In this March 10, 2016 photo, Scott Pruitt, Oklahoma Attorney General, gestures as he speaks during an interview in Oklahoma City, Okla.
Photo by Sue Ogrocki/AP

Trump’s EPA takes aim at scientific review board

The Rachel Maddow Show, 5/1/17, 9:51 PM ET

Trump EPA denies Americans access to decades of climate data

Gina McCarthy, former EPA administrator, reacts to the EPA under Donald Trump removing the climate change section from its web site, and talks about the value of environmental protections to “normal human beings.”
Late Friday, Michigan State University’s Robert Richardson announced via Twitter that he’d been “Trumped,” adding, “I have had the pleasure of serving on the EPA Board of Scientific Counselors, and my appointment was terminated today.”

As it turns out, he wasn’t alone. The New York Times reported over the weekend:
The Environmental Protection Agency has dismissed at least five members of a major scientific review board, the latest signal of what critics call a campaign by the Trump administration to shrink the agency’s regulatory reach by reducing the role of academic research.

A spokesman for the E.P.A. administrator, Scott Pruitt, said he would consider replacing the academic scientists with representatives from industries whose pollution the agency is supposed to regulate, as part of the wide net it plans to cast.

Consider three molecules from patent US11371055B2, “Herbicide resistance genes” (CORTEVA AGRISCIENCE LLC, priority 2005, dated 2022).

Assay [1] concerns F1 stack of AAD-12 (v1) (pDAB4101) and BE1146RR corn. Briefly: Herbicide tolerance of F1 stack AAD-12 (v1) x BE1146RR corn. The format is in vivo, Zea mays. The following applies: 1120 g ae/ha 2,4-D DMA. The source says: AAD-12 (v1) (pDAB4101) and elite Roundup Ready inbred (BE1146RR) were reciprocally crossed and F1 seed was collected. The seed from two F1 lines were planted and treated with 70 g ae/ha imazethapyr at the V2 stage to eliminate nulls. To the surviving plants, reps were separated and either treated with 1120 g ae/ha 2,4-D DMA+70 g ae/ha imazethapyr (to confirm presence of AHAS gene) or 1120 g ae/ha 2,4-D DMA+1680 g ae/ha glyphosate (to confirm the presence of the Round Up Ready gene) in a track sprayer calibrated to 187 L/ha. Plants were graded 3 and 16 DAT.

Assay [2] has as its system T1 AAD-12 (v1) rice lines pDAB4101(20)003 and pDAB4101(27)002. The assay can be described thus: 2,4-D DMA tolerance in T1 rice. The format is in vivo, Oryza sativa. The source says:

Let’s back up for a minute to provide some context. The EPA has plenty of scientists who conduct research and publish their findings. The agency also has an 18-member Board of Scientific Counselors, made up of scholars, which offers guidance on the quality the EPA scientists’ research.

As the Times’ report added, “Those studies are used by government regulators to draft rules and restrictions on everything from hazardous waste dumped in water to the emissions of carbon dioxide that contribute to climate change.”

Scott Pruitt, who’s made no secret of his opposition to the agency he now leads and its environmental mission, apparently has no use for these academicians’ guidance. He’s instead prepared to reach out to representatives of corporate polluters – industries the EPA is ostensibly supposed to be regulating – to serve on the Board of Scientific Counselors.

What could possibly go wrong?

The American mainstream may not have been thinking about the impact on the EPA when they voted last November, but the fact remains that it’s going to take a long time to repair the agency after Trump and his team are done with it.

Environment and EPA

Trump's EPA takes aim at scientific review board